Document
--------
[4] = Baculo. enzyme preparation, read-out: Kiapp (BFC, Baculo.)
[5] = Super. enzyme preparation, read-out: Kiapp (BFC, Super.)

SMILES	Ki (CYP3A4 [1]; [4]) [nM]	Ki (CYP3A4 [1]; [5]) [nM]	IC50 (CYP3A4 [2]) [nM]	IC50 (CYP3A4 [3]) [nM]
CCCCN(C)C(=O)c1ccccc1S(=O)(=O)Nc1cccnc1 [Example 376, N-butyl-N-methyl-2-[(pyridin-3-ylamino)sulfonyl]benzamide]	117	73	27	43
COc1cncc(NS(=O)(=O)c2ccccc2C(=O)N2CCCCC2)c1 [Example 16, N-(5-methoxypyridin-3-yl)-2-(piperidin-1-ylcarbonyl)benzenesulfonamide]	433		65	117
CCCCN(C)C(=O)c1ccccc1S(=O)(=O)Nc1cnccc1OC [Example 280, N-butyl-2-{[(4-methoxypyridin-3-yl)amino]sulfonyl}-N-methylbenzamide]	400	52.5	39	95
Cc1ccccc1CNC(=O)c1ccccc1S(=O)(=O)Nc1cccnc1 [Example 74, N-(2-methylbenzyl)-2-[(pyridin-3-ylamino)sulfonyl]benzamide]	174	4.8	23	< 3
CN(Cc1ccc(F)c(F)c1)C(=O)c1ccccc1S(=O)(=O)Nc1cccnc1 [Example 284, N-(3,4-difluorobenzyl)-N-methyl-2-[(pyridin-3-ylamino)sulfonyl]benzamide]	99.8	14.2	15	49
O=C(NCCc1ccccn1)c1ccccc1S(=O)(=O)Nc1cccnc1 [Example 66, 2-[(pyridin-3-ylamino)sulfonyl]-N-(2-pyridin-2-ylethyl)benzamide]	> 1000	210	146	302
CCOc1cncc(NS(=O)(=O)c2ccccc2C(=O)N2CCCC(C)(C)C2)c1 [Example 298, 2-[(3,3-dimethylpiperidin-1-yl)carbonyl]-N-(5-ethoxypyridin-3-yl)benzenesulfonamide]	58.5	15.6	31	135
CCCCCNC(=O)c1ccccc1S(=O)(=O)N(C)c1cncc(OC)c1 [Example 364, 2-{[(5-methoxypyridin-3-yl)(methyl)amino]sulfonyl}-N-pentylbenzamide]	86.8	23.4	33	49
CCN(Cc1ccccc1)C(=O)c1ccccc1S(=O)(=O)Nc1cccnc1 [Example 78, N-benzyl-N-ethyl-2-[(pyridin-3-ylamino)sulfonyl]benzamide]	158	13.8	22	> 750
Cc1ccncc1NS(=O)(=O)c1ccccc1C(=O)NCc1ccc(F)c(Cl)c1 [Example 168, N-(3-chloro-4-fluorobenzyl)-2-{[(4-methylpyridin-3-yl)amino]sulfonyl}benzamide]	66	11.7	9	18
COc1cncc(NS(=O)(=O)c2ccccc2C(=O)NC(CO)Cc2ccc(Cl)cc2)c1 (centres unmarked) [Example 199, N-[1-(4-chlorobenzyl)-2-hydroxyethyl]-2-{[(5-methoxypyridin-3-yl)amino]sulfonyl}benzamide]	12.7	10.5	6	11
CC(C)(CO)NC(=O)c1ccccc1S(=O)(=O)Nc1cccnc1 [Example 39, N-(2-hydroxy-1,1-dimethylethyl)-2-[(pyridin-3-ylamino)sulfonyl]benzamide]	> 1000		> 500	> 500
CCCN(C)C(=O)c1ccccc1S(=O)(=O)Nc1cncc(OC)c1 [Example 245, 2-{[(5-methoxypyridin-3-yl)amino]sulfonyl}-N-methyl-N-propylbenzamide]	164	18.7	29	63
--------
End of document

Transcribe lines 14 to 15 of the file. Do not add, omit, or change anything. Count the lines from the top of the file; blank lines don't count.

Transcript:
COc1cncc(NS(=O)(=O)c2ccccc2C(=O)NC(CO)Cc2ccc(Cl)cc2)c1 (centres unmarked) [Example 199, N-[1-(4-chlorobenzyl)-2-hydroxyethyl]-2-{[(5-methoxypyridin-3-yl)amino]sulfonyl}benzamide]	12.7	10.5	6	11
CC(C)(CO)NC(=O)c1ccccc1S(=O)(=O)Nc1cccnc1 [Example 39, N-(2-hydroxy-1,1-dimethylethyl)-2-[(pyridin-3-ylamino)sulfonyl]benzamide]	> 1000		> 500	> 500